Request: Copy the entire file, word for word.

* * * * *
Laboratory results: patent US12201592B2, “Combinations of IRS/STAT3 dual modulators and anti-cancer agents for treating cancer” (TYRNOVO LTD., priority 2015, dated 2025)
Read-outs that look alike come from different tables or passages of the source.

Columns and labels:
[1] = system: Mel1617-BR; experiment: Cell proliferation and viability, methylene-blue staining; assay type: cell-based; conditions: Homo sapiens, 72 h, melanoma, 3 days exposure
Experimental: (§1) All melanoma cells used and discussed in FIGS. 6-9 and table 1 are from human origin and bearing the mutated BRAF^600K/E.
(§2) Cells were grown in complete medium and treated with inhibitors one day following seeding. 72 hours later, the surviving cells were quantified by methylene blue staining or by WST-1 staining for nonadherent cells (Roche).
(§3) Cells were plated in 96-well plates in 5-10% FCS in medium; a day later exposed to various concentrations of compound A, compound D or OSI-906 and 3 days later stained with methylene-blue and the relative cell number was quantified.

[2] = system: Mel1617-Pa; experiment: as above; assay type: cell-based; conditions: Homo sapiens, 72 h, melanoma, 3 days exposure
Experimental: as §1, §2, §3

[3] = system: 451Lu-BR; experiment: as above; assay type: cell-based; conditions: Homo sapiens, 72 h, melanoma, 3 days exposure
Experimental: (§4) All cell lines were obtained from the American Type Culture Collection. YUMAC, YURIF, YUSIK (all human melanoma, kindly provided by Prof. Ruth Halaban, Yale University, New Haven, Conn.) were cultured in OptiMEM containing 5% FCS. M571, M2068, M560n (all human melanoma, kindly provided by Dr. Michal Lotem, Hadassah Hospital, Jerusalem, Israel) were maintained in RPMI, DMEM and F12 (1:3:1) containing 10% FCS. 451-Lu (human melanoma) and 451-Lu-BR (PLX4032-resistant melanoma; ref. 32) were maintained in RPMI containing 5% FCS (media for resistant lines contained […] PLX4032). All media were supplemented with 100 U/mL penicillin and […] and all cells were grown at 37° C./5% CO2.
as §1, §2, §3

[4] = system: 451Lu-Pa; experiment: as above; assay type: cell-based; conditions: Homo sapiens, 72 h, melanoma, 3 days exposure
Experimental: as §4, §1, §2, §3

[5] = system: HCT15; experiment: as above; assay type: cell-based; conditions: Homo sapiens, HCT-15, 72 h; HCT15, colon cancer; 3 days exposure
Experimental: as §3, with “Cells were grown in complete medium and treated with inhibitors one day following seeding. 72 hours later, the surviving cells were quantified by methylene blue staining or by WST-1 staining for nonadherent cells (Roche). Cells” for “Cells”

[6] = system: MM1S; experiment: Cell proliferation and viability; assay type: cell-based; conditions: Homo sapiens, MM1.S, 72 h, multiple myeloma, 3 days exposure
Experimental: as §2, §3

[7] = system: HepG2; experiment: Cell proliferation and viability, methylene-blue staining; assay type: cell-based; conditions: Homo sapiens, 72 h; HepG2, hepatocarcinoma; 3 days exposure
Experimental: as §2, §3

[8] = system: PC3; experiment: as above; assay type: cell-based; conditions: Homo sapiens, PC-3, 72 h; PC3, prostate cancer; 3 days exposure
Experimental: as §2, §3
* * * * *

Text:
Laboratory results: patent US12201592B2, “Combinations of IRS/STAT3 dual modulators and anti-cancer agents for treating cancer” (TYRNOVO LTD., priority 2015, dated 2025)
Read-outs that look alike come from different tables or passages of the source.

Columns and labels:
[1] = system: Mel1617-BR; experiment: Cell proliferation and viability, methylene-blue staining; assay type: cell-based; conditions: Homo sapiens, 72 h, melanoma, 3 days exposure
Experimental: (§1) All melanoma cells used and discussed in FIGS. 6-9 and table 1 are from human origin and bearing the mutated BRAF^600K/E.
(§2) Cells were grown in complete medium and treated with inhibitors one day following seeding. 72 hours later, the surviving cells were quantified by methylene blue staining or by WST-1 staining for nonadherent cells (Roche).
(§3) Cells were plated in 96-well plates in 5-10% FCS in medium; a day later exposed to various concentrations of compound A, compound D or OSI-906 and 3 days later stained with methylene-blue and the relative cell number was quantified.

[2] = system: Mel1617-Pa; experiment: as above; assay type: cell-based; conditions: Homo sapiens, 72 h, melanoma, 3 days exposure
Experimental: as §1, §2, §3

[3] = system: 451Lu-BR; experiment: as above; assay type: cell-based; conditions: Homo sapiens, 72 h, melanoma, 3 days exposure
Experimental: (§4) All cell lines were obtained from the American Type Culture Collection. YUMAC, YURIF, YUSIK (all human melanoma, kindly provided by Prof. Ruth Halaban, Yale University, New Haven, Conn.) were cultured in OptiMEM containing 5% FCS. M571, M2068, M560n (all human melanoma, kindly provided by Dr. Michal Lotem, Hadassah Hospital, Jerusalem, Israel) were maintained in RPMI, DMEM and F12 (1:3:1) containing 10% FCS. 451-Lu (human melanoma) and 451-Lu-BR (PLX4032-resistant melanoma; ref. 32) were maintained in RPMI containing 5% FCS (media for resistant lines contained […] PLX4032). All media were supplemented with 100 U/mL penicillin and […] and all cells were grown at 37° C./5% CO2.
as §1, §2, §3

[4] = system: 451Lu-Pa; experiment: as above; assay type: cell-based; conditions: Homo sapiens, 72 h, melanoma, 3 days exposure
Experimental: as §4, §1, §2, §3

[5] = system: HCT15; experiment: as above; assay type: cell-based; conditions: Homo sapiens, HCT-15, 72 h; HCT15, colon cancer; 3 days exposure
Experimental: as §3, with “Cells were grown in complete medium and treated with inhibitors one day following seeding. 72 hours later, the surviving cells were quantified by methylene blue staining or by WST-1 staining for nonadherent cells (Roche). Cells” for “Cells”

[6] = system: MM1S; experiment: Cell proliferation and viability; assay type: cell-based; conditions: Homo sapiens, MM1.S, 72 h, multiple myeloma, 3 days exposure
Experimental: as §2, §3

[7] = system: HepG2; experiment: Cell proliferation and viability, methylene-blue staining; assay type: cell-based; conditions: Homo sapiens, 72 h; HepG2, hepatocarcinoma; 3 days exposure
Experimental: as §2, §3

[8] = system: PC3; experiment: as above; assay type: cell-based; conditions: Homo sapiens, PC-3, 72 h; PC3, prostate cancer; 3 days exposure
Experimental: as §2, §3